Tourism revenue rose to US$7.5 billion in 2014, up from US$5.9 billion in 2013, Tourism Minister Hesham Zaazou announced Sunday.
According to Reuters news agency, the Minister said Egypt received 9.9 million tourists in 2014, compared to 9.5 million the year before.
The numbers indicate that Egypt’s tourism industry is beginning to rebound after violence and political instability frightened off tourists during the turbulent post-revolution years.
From July 2014, the tourist industry showed positive year-on-year growth. Experts attributed rising visitor numbers to stability in Egypt and the country’s improving international image.
However, 2014 figures remain far below expectations, and much of this year’s increase can be attributed to dismal numbers for 2013, which was the worst year for tourism since the 2011 revolution.
In October 2013, Zaazou announced that he expected Egypt would see US$11 billion in revenue and 13.5 million tourists in 2014. The revenue he announced Sunday was 10 percent lower than this forecast, while visitor numbers were roughly 27 percent below his earlier projection.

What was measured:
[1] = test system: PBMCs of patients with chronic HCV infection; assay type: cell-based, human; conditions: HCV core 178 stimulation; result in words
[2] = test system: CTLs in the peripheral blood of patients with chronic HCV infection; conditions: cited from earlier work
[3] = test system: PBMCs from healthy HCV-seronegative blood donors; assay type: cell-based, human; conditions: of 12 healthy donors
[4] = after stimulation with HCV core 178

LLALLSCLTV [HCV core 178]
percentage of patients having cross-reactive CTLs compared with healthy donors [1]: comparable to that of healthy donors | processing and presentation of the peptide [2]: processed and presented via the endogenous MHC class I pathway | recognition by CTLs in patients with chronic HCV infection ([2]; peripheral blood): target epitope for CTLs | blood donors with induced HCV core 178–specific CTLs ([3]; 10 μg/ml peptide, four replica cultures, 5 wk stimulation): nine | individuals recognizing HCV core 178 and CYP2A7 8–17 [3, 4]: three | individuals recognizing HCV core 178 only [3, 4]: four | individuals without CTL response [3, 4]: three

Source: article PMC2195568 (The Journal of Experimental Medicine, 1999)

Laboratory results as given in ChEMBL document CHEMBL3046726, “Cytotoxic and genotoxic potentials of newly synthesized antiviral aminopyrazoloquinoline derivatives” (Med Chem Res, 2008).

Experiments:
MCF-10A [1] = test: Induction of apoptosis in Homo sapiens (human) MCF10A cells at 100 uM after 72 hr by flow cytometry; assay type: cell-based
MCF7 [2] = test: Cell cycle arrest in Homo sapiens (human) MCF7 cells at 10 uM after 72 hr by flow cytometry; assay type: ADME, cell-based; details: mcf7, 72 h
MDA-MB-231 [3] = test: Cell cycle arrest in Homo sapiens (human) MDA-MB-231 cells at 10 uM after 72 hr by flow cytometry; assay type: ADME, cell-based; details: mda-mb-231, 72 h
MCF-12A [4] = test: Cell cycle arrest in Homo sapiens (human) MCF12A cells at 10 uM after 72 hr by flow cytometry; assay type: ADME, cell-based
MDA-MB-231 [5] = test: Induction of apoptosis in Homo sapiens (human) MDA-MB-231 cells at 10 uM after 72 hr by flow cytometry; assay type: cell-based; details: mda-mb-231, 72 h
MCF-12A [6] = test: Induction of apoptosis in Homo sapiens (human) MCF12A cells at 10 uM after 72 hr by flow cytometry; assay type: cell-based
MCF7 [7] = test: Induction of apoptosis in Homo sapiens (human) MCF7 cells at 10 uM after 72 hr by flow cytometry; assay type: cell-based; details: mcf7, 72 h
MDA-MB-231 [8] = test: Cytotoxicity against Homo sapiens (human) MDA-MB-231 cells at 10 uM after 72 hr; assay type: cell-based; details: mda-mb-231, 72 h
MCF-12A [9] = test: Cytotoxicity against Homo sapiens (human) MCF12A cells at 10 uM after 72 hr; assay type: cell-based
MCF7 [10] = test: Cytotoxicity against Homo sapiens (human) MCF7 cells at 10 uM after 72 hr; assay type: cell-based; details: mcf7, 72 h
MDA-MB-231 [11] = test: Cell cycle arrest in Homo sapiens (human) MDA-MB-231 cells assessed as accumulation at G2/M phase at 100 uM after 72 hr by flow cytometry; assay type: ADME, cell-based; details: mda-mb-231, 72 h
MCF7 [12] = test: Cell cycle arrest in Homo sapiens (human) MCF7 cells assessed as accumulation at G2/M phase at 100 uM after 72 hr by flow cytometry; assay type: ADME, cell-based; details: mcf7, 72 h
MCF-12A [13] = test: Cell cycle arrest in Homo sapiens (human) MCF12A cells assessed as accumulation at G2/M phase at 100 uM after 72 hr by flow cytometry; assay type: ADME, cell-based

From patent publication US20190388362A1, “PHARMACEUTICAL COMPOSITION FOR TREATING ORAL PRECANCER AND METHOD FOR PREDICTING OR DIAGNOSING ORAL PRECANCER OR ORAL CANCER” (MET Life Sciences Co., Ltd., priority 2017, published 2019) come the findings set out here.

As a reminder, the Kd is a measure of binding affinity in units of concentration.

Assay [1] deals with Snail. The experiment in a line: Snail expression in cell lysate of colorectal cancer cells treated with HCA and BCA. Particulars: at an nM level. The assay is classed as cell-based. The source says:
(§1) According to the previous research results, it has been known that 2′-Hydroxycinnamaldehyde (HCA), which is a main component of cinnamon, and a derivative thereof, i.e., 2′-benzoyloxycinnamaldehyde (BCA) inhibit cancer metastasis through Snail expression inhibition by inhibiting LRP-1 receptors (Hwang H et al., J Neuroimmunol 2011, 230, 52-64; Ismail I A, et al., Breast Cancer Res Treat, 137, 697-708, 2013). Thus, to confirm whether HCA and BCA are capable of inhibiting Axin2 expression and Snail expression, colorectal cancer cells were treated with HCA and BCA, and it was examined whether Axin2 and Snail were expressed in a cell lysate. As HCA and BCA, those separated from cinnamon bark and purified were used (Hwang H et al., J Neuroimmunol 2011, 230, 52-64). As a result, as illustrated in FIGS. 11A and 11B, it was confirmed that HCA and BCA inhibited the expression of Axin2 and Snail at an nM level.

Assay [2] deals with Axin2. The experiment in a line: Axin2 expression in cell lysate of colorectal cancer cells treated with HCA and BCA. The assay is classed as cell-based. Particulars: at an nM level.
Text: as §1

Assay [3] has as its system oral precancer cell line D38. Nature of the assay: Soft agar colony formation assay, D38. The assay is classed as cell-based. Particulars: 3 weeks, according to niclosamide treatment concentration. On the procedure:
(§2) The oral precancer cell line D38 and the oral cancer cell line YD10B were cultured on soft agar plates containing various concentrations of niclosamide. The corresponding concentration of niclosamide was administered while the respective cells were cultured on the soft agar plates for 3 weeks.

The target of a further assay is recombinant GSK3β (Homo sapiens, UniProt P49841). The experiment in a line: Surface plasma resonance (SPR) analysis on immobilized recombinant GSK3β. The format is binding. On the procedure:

Numbers for 2014 also fall short of 2012, when 11.5 million tourists visited Egypt, bringing in $10 billion.
In 2011, despite the upheaval of the January 25 revolution, Egypt recorded 9.8 million tourist arrivals and $8.8 billion in revenue.
2010 was a record year for tourism, with 14.7 million visitors and $15.5 billion in revenue.
In December 2010, on the eve of the revolution, Egypt’s foreign reserves stood at $36 billion, with tourism serving as a key source of foreign currency. By the end of December 2014, reserves had dropped to $15.3 billion.